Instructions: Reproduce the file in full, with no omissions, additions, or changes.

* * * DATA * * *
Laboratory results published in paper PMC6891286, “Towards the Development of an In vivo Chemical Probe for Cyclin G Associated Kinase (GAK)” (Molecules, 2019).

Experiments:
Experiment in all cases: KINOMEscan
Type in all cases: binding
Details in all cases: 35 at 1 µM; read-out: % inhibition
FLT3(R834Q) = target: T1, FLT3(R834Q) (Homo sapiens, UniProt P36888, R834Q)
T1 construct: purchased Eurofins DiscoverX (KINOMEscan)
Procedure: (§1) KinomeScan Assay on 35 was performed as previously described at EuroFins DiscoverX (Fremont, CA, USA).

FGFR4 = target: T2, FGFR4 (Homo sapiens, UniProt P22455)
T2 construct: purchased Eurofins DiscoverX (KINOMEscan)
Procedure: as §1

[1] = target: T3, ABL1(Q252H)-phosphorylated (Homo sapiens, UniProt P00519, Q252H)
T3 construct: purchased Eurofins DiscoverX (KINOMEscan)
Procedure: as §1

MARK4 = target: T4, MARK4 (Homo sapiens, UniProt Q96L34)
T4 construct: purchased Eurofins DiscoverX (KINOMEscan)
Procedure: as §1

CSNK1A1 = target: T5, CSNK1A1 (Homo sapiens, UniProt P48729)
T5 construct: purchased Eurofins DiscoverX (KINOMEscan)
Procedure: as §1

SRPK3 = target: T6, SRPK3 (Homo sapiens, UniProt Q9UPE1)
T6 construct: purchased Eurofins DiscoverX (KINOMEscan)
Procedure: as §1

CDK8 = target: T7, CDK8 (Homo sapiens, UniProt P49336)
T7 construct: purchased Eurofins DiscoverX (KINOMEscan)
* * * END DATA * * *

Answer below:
Laboratory results published in paper PMC6891286, “Towards the Development of an In vivo Chemical Probe for Cyclin G Associated Kinase (GAK)” (Molecules, 2019).

Experiments:
Experiment in all cases: KINOMEscan
Type in all cases: binding
Details in all cases: 35 at 1 µM; read-out: % inhibition
FLT3(R834Q) = target: T1, FLT3(R834Q) (Homo sapiens, UniProt P36888, R834Q)
T1 construct: purchased Eurofins DiscoverX (KINOMEscan)
Procedure: (§1) KinomeScan Assay on 35 was performed as previously described at EuroFins DiscoverX (Fremont, CA, USA).

FGFR4 = target: T2, FGFR4 (Homo sapiens, UniProt P22455)
T2 construct: purchased Eurofins DiscoverX (KINOMEscan)
Procedure: as §1

[1] = target: T3, ABL1(Q252H)-phosphorylated (Homo sapiens, UniProt P00519, Q252H)
T3 construct: purchased Eurofins DiscoverX (KINOMEscan)
Procedure: as §1

MARK4 = target: T4, MARK4 (Homo sapiens, UniProt Q96L34)
T4 construct: purchased Eurofins DiscoverX (KINOMEscan)
Procedure: as §1

CSNK1A1 = target: T5, CSNK1A1 (Homo sapiens, UniProt P48729)
T5 construct: purchased Eurofins DiscoverX (KINOMEscan)
Procedure: as §1

SRPK3 = target: T6, SRPK3 (Homo sapiens, UniProt Q9UPE1)
T6 construct: purchased Eurofins DiscoverX (KINOMEscan)
Procedure: as §1

CDK8 = target: T7, CDK8 (Homo sapiens, UniProt P49336)
T7 construct: purchased Eurofins DiscoverX (KINOMEscan)